James II (1633-1701) reigned from 1685 to 1688. He succeeded his brother, Charles II. James, a Roman Catholic, favoured Catholics in his policies and caused outrage as he promoted Catholics to high offices and positions of power. This favouritism angered many English people. When James's wife had a son in June 1688, the prospect of another Catholic ruler united James's opponents. In the Glorious Revolution of 1688, James's Protestant daughter Mary and her husband, William of Orange, ruler of the Netherlands, became joint rulers. James fled to France and spent in exile. He attempted to retrieve his throne, but was defeated at the Battle of the Boyne in Ireland in 1690. James died in France in 1701.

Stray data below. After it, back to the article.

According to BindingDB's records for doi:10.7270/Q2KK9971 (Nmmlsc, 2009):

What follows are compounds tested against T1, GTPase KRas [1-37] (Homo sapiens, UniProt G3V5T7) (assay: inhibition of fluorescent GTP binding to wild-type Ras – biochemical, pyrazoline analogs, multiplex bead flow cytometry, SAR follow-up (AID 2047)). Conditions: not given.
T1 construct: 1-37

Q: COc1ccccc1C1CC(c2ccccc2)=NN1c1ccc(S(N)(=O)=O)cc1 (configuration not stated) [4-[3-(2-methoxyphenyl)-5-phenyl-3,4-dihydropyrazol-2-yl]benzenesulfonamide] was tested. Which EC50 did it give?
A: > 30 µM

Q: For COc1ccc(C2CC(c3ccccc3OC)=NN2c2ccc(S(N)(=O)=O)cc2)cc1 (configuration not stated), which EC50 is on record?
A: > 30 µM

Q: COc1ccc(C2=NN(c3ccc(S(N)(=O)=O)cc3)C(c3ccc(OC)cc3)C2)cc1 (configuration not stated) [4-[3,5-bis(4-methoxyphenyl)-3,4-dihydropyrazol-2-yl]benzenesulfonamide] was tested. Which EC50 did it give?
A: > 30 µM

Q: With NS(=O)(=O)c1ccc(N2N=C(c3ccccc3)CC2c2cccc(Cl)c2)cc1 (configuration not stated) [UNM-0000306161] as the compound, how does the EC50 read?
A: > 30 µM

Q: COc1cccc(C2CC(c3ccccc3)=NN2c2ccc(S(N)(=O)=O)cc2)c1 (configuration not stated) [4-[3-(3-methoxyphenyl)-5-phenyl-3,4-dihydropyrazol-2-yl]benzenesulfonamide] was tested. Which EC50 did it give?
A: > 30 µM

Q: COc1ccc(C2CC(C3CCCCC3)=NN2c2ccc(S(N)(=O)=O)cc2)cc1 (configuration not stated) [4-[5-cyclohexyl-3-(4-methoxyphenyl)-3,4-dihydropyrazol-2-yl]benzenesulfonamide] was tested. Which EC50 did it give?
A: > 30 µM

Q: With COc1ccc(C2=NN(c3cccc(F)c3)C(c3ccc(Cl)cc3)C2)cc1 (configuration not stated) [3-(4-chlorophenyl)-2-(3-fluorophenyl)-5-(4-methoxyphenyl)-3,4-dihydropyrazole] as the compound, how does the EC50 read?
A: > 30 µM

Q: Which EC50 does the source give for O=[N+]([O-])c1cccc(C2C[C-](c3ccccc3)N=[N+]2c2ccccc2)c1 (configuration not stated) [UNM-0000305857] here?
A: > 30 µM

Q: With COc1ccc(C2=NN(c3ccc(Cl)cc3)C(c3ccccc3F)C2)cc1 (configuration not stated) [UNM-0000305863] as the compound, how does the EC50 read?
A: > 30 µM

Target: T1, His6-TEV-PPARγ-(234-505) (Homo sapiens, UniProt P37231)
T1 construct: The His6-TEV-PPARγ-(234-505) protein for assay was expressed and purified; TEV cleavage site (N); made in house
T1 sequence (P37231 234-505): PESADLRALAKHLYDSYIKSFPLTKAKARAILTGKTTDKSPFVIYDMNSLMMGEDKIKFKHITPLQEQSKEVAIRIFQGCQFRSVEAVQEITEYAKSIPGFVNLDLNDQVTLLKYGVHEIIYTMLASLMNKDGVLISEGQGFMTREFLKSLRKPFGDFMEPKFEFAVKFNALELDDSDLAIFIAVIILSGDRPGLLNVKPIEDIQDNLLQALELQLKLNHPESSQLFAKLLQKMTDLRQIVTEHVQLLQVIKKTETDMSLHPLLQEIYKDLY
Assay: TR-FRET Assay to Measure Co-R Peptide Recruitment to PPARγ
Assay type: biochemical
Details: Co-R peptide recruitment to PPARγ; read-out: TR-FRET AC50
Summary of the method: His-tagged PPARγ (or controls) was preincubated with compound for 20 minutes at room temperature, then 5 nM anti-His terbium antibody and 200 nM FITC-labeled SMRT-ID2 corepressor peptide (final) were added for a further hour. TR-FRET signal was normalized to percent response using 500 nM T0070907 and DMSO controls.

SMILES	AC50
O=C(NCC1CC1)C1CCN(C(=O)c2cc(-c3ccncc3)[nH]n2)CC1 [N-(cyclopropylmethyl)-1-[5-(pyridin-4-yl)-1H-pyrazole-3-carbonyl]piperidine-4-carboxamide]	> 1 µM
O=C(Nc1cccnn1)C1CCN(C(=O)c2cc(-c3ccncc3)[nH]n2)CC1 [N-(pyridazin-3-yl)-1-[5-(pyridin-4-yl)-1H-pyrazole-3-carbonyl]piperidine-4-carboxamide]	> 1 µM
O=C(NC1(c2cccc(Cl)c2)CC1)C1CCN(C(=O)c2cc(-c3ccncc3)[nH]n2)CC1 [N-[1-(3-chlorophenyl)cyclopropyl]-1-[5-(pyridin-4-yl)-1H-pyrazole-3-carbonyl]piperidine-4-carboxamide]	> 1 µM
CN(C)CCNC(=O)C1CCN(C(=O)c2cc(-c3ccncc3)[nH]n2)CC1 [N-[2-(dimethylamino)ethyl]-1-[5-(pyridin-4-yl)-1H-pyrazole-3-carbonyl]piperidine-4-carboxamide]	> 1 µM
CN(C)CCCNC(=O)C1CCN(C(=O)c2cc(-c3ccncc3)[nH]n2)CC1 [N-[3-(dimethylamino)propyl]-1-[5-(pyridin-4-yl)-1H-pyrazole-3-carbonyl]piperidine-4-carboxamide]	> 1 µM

James was a younger son of Charles I. As Duke of York, James served as admiral and head of the English Navy. English forces named New York City after him.